This Liberal Party led by Mr Turnbull is shamefully out of touch with the real lives of apprentices. A first year construction apprentice earns barely $420 before tax. What he needs, or she needs as an apprentice, they don't need to be offered a snake oil debt proposition from the Liberal Party, but they do need tools. What we have announced today is $3,000 tools for your trade to be paid to an apprentice, but what we will do is payments would occur in milestones. In other words, as you successfully complete your course, you receive a portion of the payment. And I've met hundreds of apprentices, and they like that proposition. Would it be nice to give them more money? Sure. But the Liberals have made such a dreadful hash of this economy in the last three years that the money isn't simply there to do anything more than the responsible measures we do.

But when we talk about the merits of our TAFE proposition, I've never been stuck in a traffic jam behind a Government white limo going to a TAFE offering a better deal for apprentices. When we talk about what goes on in vocational education more generally, we've taken the sensible decision to reign in unsustainable Government funding by capping the amount of vocational education loans so that dodgy private providers can stop banking ill-gotten profits and not delivering good outcomes to apprentices. In terms of our commitment and vocational education funding, whilst we haven't fastened on a final percentage of what we want to spend of our vocational education dollar on TAFE, there's no doubt in my mind that a Government I lead will spend the vast bulk of our vocational education spending back in TAFE, the known brand, which has delivered for generations and generations.

JOURNALIST:  Can you rule out that Magenta Linas has donated to the Labor Party or any members or candidates? And also can you explain what the Labor Party's concerns are with Nick Xenophon’s financial arm? There's been a report today that Labor's asked the AEC to investigate.

SHORTEN: The Labor Party has no financial interest in the ownership of Magenta Linas. Let me answer your question fully because this is about Parakeelia and Malcolm Turnbull's lack of leadership. The Labor Party has no ownership structures at all of Magenta Linus. I don't know every transaction they've had at the state level but what I do know is that the clear difference here is that the Liberal Party, they love a dollar these Liberals. What they've done is they used the taxpayer allowance to buy software and to train, but what they've managed to do is create their own business so they use the taxpayer allowance and they pay themselves.

You've got to love these Liberals. They're making a profit out of a system and what we think is that they need, the Auditor-General needs to investigate this. But what I also think is Mr Turnbull can't go around saying vote for me as Liberal Prime Minister but then send a party official out to do his dirty work and not take any responsibility. Mr Turnbull needs to answer the question, is it improper? He needs to answer the question, will he continue the practice? He needs to answer the question, has he paid his own taxpayer allowances into this company owned by the Liberal Party contributing to the bottom line of the Liberal Party? In terms of Senator Xenophon, I haven't followed the reports you're talking about and happy to get back in touch with you.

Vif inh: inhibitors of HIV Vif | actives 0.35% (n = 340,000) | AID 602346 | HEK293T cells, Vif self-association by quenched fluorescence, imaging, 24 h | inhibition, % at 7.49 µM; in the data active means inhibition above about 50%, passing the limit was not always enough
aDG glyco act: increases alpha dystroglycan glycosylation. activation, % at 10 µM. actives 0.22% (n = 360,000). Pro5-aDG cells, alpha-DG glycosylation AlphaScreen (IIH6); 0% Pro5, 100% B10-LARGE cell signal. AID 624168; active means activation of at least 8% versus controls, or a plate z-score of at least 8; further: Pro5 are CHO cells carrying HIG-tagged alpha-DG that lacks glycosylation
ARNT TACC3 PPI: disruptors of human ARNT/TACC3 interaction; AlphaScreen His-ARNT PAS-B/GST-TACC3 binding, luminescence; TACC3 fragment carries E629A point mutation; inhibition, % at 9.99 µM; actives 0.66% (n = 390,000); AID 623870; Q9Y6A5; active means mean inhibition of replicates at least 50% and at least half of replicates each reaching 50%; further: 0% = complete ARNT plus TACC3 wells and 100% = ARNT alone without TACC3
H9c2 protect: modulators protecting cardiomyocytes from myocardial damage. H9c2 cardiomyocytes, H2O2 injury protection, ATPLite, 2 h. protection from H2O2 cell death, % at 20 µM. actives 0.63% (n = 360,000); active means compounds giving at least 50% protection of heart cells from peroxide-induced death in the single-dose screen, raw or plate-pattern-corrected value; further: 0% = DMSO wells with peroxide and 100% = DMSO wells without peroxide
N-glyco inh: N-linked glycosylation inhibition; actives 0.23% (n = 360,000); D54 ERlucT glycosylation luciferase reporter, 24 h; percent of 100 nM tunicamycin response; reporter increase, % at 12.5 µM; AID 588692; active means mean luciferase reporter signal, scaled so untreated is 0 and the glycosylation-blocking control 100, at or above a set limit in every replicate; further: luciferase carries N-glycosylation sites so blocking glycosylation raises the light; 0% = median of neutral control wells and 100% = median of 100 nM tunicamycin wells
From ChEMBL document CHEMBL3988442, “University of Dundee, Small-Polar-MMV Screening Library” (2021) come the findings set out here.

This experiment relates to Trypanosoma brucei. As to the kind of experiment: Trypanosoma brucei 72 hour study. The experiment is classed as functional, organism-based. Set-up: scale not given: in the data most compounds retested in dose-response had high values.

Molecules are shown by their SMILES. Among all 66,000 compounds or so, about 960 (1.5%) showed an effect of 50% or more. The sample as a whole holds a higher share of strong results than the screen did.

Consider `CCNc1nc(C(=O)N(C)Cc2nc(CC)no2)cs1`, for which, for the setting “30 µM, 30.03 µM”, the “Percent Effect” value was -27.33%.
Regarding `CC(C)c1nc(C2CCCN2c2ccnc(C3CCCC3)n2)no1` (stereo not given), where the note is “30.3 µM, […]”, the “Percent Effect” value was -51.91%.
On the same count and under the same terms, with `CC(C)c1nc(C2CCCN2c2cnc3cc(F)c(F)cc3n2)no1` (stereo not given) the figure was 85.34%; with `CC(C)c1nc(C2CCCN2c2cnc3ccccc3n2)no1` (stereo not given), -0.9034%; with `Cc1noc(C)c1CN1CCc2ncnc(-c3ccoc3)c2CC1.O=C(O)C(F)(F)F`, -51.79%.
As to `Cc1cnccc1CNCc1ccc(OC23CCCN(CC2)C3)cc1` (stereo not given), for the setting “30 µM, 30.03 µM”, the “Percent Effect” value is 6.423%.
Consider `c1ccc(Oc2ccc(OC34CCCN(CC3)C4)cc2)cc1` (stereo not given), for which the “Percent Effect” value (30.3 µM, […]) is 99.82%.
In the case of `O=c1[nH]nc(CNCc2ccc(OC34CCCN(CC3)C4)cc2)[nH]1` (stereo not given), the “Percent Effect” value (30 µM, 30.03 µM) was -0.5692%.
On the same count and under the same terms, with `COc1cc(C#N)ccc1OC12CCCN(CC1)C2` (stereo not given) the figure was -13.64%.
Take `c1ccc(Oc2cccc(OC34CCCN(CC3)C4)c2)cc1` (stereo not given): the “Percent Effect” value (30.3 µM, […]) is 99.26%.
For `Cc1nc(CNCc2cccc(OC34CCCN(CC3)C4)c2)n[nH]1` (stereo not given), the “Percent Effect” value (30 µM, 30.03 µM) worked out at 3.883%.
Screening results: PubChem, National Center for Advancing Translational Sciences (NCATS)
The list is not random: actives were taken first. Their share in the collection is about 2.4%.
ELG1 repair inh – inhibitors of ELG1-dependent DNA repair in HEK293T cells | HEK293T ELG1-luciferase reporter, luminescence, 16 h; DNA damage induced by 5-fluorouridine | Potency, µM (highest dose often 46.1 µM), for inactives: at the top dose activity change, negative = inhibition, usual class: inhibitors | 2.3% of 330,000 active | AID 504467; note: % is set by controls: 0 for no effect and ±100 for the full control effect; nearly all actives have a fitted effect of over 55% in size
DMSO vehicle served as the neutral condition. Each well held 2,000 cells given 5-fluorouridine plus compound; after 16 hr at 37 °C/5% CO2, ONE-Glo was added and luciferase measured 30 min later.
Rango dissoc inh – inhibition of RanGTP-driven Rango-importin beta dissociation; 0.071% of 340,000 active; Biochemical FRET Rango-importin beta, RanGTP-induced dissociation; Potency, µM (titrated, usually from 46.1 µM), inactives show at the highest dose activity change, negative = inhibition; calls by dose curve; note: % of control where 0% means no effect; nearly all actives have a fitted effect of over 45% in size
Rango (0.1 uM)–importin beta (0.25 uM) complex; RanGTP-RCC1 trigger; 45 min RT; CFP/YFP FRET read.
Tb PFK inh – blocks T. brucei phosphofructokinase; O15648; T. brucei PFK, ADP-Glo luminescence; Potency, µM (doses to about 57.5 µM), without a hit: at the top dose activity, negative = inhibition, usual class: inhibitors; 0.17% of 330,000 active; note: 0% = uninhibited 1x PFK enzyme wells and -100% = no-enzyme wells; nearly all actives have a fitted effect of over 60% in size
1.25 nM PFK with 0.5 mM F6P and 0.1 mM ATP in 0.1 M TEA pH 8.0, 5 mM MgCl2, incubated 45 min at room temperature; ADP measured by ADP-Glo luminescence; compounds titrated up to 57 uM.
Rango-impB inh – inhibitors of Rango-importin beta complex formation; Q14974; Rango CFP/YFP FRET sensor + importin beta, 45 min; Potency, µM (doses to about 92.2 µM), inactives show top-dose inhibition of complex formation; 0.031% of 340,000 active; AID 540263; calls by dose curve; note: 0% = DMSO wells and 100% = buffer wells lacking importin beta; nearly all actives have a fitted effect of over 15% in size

JOURNALIST:  You mentioned submarines as a reason to keep the steel industry alive for strategic reasons. I understand the amount of steel required for the 12 submarines would be less than a day's production for a steelworks plant. Is it really a credible argument to argue that one reason among others to keep it going is to prop up the steel industry is for something that requires such little work?

SHORTEN: What I was doing, you're right, the proportion of the steel required in submarines made in Australia is a relatively small proportion, you're completely right. But the point I make there is it's Malcolm Turnbull, you know, who rushed around and said we'll make sure that there's Australian steel in Australian submarines. The reason why he used that as the sort of example, the metaphor, is that Malcolm Turnbull loves to talk big, very fond of talking, making big generalised promises. He now has an opportunity today to be genuinely bipartisan, to genuinely stand up for the steel industry. The truth of the matter is that at Arrium, and I know this because I've been in and out of their steel works over many years all around the country, most of it is used in the domestic construction industry, some of it can be used in rail and certainly others can be used in national infrastructure projects.< /span>

If you want to vote for the steel industry, vote for Labor. If you want to vote for manufacturing, vote for Labor. If you want to vote to keep jobs in Whyalla, keep the population there, vote for Labor. I sincerely hope that Mr Turnbull doesn't, in a fit of pique, say because we've taken some leadership on the issue, working with Jay Weatherill that he doesn't take his bat and ball and go home. It would be a very healthy sign for Australian democracy if Mr Turnbull says do you know what, Labor's called it right here and I'm a big enough fellow to admit that Labor's called it right and I'm happy to follow Labor's lead.

JOURNALIST:  Premier, can I ask you what you're still asking for from Mr Shorten? What are you still looking for from a potential Labor Government?

WEATHERILL: I think that we've seen some very fantastic announcements, renewable energy policy. We have a national energy market that is in need of reform that takes into account of what is a bipartisan position on renewable energy targets. That's a great proposition that's been put forward by Mark Butler and Bill Shorten. We've seen a fantastic announcement just in the last few days about health funding, doubling the proposition that was put on the table by the Commonwealth, that's a good step forward.

JOURNALIST:  Have you got everything you wanted?